It is never clear what exactly Marie is turning into. The sudden manifestation of thick body hair would seem to suggest a werewolf, but When Animals Dream does not follow the normal werewolf mythology; there are no full moons or silver bullets to be found here. Regardless of its ambiguity, though, the story of Marie’s transformation makes for a wonderfully atmospheric horror film. When Animals Dream may suffer due to an underdeveloped screenplay, but it never loses touch with its profound spookiness and suspense.
It seems only natural for an expansive anthology like ABCs of Death 2 to offer up such a mixed bag
of short films. There are 26 in total, each running for approximately four to five minutes. Such the-abcs-of-death-2-stills-3time constraints act as a hindrance to many of the directors involved in the project. A large number of the shorts are either underdeveloped or conventional in terms of their story. However, there are a handful of standouts that make the viewing experience worthwhile.
Blindness is a difficult affliction to understand. By simply closing their eyes and walking around, people could easily comprehend the act of not being able to see, but they would probably be unable to grasp the loneliness and isolation that occurs when the world is permanently cast into darkness. With Blind, Eskil Vogt has provided viewers with a thorough exploration of a woman and the ailment that confines her to her apartment. His character study is immensely thoughtful, and it allows the viewer to immerse oneself in an unusual new world.
With a scant running time of 76 minutes, Darkness by Day cannot afford to waste any time in revealing its story. Regardless of such tight constraints, though, the film spends most of its time on uninspired dialogue and vague character interactions. It claims to be a horror story, but its moments of fear are often too fleeting to have much of an effect.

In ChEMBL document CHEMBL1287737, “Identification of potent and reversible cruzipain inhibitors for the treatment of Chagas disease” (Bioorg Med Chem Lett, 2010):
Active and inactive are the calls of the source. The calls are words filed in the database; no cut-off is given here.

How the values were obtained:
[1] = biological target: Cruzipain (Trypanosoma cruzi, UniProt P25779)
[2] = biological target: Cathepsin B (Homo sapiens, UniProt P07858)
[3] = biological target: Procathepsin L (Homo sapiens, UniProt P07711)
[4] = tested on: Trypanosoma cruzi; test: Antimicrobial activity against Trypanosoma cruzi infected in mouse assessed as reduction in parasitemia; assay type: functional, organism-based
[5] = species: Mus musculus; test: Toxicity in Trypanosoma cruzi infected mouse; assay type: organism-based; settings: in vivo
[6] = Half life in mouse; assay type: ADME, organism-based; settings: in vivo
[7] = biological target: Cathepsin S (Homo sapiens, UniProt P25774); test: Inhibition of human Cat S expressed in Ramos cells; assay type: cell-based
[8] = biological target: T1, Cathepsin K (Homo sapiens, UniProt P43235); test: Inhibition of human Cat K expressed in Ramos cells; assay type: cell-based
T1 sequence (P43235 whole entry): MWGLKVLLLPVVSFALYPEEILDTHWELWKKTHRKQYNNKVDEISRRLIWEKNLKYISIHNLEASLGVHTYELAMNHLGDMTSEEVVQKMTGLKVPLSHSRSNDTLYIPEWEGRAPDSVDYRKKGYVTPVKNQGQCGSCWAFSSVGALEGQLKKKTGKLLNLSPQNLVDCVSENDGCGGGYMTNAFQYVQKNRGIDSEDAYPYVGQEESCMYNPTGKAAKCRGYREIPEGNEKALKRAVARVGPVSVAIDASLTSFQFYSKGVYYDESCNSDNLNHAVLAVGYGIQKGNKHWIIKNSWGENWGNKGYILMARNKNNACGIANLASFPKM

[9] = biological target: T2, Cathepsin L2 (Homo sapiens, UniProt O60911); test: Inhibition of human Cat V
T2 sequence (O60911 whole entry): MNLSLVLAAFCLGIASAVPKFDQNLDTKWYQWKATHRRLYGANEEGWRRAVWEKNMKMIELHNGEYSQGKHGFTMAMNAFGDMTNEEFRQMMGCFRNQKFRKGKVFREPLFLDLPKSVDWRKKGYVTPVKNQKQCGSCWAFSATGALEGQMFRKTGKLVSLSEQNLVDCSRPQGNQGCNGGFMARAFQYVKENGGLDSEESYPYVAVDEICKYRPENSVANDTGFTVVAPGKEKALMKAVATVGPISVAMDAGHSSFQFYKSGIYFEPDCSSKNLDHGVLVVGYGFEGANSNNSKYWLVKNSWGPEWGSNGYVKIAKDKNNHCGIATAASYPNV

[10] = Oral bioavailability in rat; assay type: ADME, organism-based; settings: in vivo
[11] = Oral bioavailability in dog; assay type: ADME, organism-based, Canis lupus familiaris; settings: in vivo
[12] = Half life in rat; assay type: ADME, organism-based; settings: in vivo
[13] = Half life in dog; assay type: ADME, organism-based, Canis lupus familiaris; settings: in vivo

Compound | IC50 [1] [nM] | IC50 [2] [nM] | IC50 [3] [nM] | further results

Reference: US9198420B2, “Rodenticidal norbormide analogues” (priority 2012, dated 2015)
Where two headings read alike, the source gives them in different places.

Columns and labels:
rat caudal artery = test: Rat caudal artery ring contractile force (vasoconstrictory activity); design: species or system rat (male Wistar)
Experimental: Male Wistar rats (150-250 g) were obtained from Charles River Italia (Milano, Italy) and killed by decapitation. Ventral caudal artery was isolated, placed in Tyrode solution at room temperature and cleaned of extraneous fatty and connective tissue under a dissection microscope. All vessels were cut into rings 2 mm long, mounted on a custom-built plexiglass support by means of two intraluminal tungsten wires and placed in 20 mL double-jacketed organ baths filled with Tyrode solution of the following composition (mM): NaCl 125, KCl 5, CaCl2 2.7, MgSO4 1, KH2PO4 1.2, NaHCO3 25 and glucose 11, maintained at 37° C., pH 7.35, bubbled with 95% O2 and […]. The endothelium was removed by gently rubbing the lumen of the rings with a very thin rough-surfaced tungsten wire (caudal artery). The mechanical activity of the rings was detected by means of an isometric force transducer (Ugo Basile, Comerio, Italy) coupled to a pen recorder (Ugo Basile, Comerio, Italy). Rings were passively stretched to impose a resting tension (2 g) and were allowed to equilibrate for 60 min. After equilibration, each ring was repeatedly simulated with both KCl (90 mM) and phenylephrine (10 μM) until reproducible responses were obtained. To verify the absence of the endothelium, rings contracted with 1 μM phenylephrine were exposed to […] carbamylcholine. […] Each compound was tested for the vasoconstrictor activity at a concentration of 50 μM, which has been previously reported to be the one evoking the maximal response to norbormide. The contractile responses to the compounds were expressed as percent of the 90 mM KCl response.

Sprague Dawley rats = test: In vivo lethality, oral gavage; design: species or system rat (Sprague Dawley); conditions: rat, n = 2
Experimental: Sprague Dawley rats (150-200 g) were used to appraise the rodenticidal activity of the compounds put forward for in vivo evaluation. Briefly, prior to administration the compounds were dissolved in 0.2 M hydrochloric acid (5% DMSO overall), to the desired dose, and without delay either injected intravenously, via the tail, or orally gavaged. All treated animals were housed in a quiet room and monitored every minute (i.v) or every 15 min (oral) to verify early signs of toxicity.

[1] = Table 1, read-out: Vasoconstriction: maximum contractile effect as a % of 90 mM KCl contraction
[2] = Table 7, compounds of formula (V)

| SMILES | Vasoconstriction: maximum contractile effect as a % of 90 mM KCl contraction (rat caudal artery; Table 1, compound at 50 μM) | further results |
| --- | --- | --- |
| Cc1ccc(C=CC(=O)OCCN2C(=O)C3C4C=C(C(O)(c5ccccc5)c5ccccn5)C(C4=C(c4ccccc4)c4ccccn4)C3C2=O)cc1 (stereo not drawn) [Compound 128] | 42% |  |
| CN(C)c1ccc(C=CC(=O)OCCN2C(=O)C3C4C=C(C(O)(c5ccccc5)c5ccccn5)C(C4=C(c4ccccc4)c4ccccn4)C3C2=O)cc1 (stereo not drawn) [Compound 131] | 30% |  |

When it comes to amour fou, no case may be more famous than that of the Lonely Hearts Killers. Two middle-aged lovers, Raymond Fernandez and Martha Beck, posed as brother and sister in order to con widows out of their money. Raymond would marry the women and attempt to gain control of their assets, but Martha always ended up killing them in a jealous rage. When they were finally caught, the two murderers mocked society for not understanding the purity of their love.
The lineup for the second wave of films at 2014’s 10th Annual Fantastic Fest in Austin, Texas has arrived, and with it a potential Oscar contender, Dan Gilroy’s Nightcrawler. The film, a pulpy crime film about an embedded journalist (Jake Gyllenhaal), will make its U.S. premiere at the festival with Director and Writer Gilroy in …
Fantastic Fest 2014 is still a little over six weeks away, but the Austin-based festival just released its first wave of films. Some notable selections among this group include The Babadook, a horror film that received critical acclaim at this year’s Sundance Film Festival, and The ABC’s of Death 2, a sequel to the divisive …